Q: What is the difference between clause and sentence ?
A: A sentence is a complete statement whereas a clause is just part of it. An example of a clause is, "When the sun went down" or "because I had run out of coffee". A sentence might be, "When the sun went down, I drove to the supermarket because I had run out of coffee". The MAIN clause is the clause that can stand on its own, in this case "I drove to the supermarket". Of course, a sentence can consist of just one clause e.g. "I went to the cinema yesterday".
Q: What is the difference between that clause and which clause ?
A: Somewhat correct, but it depends on the context. "which" can also be used in referring to people abilities, characteristics, etc.
Q: What is the difference between which and where on relative clause ?
A: 'I went to the store, where I saw my friend Allison.' (Be careful here; if there were no comma, it would mean that the listener already knows that there's a store where I saw her, and I'm telling which store I more recently went to. With the comma, a specific store is already implied or understood, and I'm saying that I saw her on this particular trip to that store.) 'I went to the store, which is located next to the library.' 'Which' gives more information about the thing mentioned before. If the listener already knows that there's a store next to the library and I'm specifying which one I went to, I would just say 'I went to the store next to the library.'

Translations of "Clause"

Q: How do you say this in English (US)? I am still wondering about when the main clause has future tense, what kinds of tenses the subordinate clause has.
If possible, please give examples.
,
A: I wish I could help, but unfortunately I’m no expert when it comes to technical English grammar.

These sound like great questions to ask an English teacher/professor though. I’m sure they would have a much better answer than I would.

The examples I gave may not be 100% grammatically correct, but they sounded correct/natural to my ears. I would double check with an English textbook/teacher just to be sure.

Again, I’m sorry I wasn’t able to answer your question, but I wish you luck in finding answers!
Q: How do you say this in English (US)? According to clause 62: The medical institution shall respect the patient's right to be informed of the diagnosis and treatment of his/her condition, and shall make necessary explanations to the patient during their special examination. Natural?
A: Oh also, one more thing!

Earlier you used “his/her” for pronouns, but later, you used “their”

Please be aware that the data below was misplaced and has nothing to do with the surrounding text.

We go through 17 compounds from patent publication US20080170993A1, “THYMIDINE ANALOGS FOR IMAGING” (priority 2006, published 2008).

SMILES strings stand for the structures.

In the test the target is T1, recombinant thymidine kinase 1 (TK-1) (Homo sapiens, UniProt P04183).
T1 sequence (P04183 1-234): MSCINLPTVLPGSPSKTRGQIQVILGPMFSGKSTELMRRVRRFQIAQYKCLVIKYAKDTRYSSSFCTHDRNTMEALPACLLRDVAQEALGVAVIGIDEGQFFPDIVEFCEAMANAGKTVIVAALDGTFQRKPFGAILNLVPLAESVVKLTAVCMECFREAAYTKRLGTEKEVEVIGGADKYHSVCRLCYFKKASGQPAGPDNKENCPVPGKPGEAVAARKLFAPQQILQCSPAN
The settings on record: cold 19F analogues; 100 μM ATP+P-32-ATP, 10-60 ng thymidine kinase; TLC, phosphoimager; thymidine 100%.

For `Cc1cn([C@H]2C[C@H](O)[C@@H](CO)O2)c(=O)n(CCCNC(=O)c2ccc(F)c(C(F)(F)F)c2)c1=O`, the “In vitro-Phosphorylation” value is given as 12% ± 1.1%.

(... their special examination.)

I recommend sticking to one type of pronoun throughout the paper.

“Their special examination” —> “his/her special examination”
Q: How do you say this in English (US)? clause
A: Check the question to view the answer
Q: How do you say this in English (UK)? i don't know how to do these relative clauses (32 and 33).
Ex: The dog is playful. The dog has a ball
The dog which jas a ball is playful.
A: My brother lives in a city,which is in Scotland
Liz was in a very bad mood that her car had broken down

Other questions about "Clause"

Q: Can you explain this clause to me?

''Not once did I ever hear the message that .... ''
A: It’s means ‘I have never heard the message that...’ // not once = never
Q: If you try to literally translate the 明日の~うかるか into an if clause, the sentence will be awkward. "I'm afraid that" is by far the more natural than "I'm afraid if" in English.

明日の N4の しけんに うかるか ふあんだ。
"I'm afraid I won't pass the N4 exam." Does this sound natural?
A: "I'm afraid that"
"I'm afraid if" means "I'm afraid if ___ happens then ___ will happen(always a negative thing)"
Q: "if he’d be interested in" - Is it a conditional clause? and what type? First, Second, or Third?
-
Several years ago, David Nelson got a message from a recruiter asking if he’d be interested in a design job at Microsoft.
A: No, it is not a conditional clause. It is what we call reported speech.

*Would you be interested in a design job at Microsoft? - The recruiter asked David.

The recruiter asked David if he would (he'd) be interested in a design job at Microsoft.

We use the connector "if" because that is the connector we use in reported speech if it is a close question (yes/no answer).
Q: What are the main clauses here?
Please remove your backpack and hold it by hand when inside the trains.
"Remove and hold"?
A: That's the main clause, the "when inside the train" is a minor clause which just adds more information, but without it, the main clause still makes sense.
Q: What does the first clause mean in this sentence: aging leaves mental status mostly intact, a slower response time may affect new learning.
A: When people get older (=age), their intelligence (=mental status) doesn't change very much (=remains intact).

Meanings and usages of similar words and phrases